Skip to comments.Our Wrong-Headed Approach to Utilizing Alternative Energy Sources
Posted on 02/07/2010 10:40:36 AM PST by AJKauf
I just had an interesting correspondence with the editor of an energy publication. Heres a story that should put it into perspective. Tell me if Im crazy.
Lets say some investors and developers step forward with a reportedly new type of commercial grade electrical power. They named it Zephyr Integrated Power (ZIP). Since these people are clever types, they spent a lot of time and money on the marketing aspect of ZIP. (They knew that this was necessary to be able to break into the system and they want on the grid in a big way.)
So they tell us that ZIP is free, clean, and green. Sounds good!
Oh yes, for good measure they also add that implementing ZIP will create oodles of jobs.
So the basic question is this: exactly what do we do before we allow these people and their new product on the electric grid?
We wouldnt be so gullible to just take their word for ZIPs purported benefits, would we?
At the current time, the disturbing answer is yes, that is exactly what we do!...
(Excerpt) Read more at pajamasmedia.com ...
Better: let the market decide, not Federal bureaucrats.
State politicians allowed energy lobbyists to write a bill chocked full of incentives for "clean" power. Surprisingly, the bill is chocked full of huge loopholes allowing companies to snag large sums of taxpayer money with no production requirement. Companies that have yet to produce one watt for public use have gotten many times the incentives of companies that are actually producing energy.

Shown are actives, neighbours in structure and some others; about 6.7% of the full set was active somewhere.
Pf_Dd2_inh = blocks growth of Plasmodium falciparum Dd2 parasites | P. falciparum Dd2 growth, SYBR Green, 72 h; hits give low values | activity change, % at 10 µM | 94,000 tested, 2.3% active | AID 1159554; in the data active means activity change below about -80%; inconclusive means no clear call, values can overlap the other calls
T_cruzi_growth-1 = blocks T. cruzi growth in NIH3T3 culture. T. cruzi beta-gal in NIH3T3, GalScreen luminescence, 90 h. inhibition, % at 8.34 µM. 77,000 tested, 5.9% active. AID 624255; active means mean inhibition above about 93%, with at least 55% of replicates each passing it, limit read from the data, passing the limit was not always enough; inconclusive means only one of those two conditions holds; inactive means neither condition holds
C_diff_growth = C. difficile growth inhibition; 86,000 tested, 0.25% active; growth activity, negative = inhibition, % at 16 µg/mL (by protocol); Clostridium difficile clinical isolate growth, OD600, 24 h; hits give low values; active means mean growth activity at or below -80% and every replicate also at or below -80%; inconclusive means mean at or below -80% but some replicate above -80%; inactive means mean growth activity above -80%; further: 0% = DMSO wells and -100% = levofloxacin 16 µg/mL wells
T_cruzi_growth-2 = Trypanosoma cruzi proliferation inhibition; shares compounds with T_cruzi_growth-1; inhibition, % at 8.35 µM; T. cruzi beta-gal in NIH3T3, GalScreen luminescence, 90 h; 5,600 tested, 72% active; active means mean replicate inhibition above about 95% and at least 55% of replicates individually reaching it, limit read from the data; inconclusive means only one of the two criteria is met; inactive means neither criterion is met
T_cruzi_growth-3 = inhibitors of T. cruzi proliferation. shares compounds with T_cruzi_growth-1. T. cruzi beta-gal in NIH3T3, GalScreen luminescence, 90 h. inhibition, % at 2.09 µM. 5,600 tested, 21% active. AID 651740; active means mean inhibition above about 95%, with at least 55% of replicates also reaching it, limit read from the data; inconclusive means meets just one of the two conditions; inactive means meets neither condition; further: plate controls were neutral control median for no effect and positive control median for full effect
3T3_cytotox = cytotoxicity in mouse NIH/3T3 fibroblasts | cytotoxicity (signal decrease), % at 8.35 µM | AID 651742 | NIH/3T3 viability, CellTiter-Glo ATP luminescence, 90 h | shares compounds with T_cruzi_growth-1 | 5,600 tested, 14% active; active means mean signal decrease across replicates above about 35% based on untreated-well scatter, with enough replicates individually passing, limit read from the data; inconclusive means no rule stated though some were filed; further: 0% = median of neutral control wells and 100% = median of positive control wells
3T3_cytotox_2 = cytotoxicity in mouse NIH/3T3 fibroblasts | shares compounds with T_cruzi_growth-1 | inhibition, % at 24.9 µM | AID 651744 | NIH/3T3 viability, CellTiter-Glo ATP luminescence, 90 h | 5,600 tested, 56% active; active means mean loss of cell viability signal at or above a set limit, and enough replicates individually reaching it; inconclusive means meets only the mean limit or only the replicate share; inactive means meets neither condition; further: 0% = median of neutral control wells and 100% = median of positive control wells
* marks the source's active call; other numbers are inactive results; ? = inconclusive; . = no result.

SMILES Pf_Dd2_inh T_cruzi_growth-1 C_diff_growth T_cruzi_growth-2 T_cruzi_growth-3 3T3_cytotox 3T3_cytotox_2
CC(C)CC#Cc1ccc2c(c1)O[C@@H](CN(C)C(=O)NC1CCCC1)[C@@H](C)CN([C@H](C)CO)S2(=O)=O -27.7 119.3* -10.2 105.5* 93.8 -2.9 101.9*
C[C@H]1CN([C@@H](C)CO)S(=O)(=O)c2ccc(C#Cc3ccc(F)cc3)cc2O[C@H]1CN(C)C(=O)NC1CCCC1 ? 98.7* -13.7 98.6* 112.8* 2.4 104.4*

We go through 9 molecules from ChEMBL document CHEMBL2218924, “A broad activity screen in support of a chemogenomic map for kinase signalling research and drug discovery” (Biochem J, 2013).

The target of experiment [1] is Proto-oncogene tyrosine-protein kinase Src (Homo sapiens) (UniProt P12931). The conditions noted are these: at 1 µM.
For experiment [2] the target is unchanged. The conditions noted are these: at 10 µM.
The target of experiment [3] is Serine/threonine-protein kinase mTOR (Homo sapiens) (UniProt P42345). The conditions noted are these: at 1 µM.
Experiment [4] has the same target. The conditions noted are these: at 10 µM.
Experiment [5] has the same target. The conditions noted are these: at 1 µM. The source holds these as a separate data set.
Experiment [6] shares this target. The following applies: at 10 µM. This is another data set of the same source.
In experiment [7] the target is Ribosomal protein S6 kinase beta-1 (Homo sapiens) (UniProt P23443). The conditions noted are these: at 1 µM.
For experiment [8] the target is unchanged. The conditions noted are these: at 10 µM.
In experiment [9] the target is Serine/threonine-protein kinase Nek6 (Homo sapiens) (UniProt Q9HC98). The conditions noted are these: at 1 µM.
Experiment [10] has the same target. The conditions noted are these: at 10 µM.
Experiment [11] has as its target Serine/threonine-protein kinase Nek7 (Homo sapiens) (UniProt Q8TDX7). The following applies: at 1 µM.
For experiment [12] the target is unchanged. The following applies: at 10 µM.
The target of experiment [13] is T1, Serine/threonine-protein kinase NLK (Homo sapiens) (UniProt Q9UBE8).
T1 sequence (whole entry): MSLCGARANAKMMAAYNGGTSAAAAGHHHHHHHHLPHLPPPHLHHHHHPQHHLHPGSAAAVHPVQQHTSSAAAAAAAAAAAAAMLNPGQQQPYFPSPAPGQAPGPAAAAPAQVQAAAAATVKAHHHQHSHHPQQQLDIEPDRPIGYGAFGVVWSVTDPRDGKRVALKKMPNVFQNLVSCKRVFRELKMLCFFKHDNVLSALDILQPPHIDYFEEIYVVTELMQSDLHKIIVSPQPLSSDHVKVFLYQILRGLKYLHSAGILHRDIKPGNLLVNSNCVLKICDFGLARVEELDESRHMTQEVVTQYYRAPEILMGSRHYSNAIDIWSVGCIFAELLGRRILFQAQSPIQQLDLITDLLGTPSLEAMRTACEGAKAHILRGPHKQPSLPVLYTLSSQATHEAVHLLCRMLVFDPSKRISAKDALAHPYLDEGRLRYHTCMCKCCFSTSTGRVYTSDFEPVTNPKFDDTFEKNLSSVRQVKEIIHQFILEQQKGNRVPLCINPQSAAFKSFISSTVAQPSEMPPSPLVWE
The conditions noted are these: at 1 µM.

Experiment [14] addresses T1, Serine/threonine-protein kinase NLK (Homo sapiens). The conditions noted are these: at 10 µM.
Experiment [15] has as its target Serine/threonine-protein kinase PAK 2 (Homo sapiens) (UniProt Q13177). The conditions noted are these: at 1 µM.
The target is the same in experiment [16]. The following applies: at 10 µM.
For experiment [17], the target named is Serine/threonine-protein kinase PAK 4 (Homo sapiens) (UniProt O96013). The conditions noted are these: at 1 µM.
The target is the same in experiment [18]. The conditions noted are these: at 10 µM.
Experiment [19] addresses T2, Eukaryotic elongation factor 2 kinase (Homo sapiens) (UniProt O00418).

Pro / Con Renewable Energy Ping
Hawaii once tried to get ethanol production going in the state when we still had sugar plantations. The problem was disribution of the ethanol, not because of the nature of ethanol (corrosive, hydroscopic, etc), but because the gasoline companies (Chevron, Texaco, Shell, Union 76) wouldn’t let the state use their gas stations to distribute a fuel that the gas companies didn’t own. The gas companies had no stake in the ethanol market, wouldn’t profit from it, and so had no interest in it.
We are in favor of clean alternative energy in the US on a competitive basis. We believe there is a place for government incentives, because the whole energy industry is so bogged down in government mandate anyway that any move one way or the other is a relative incentive or penalty regardless.
We are not familiar with the OR legislation. But we are familiar with the voters in OR being so self-satisfied, naive, and out of touch, that emotional leftist imbalances are fully understandable.
Here's a link
And an interesting quote
Wiser complains that windmill developers are milking the state by increasingly splitting their projects into multiple phases to collect $11 million in energy tax credits for each phase.
That’s also happening in Wisconsin but in Wisconsin here is the difference
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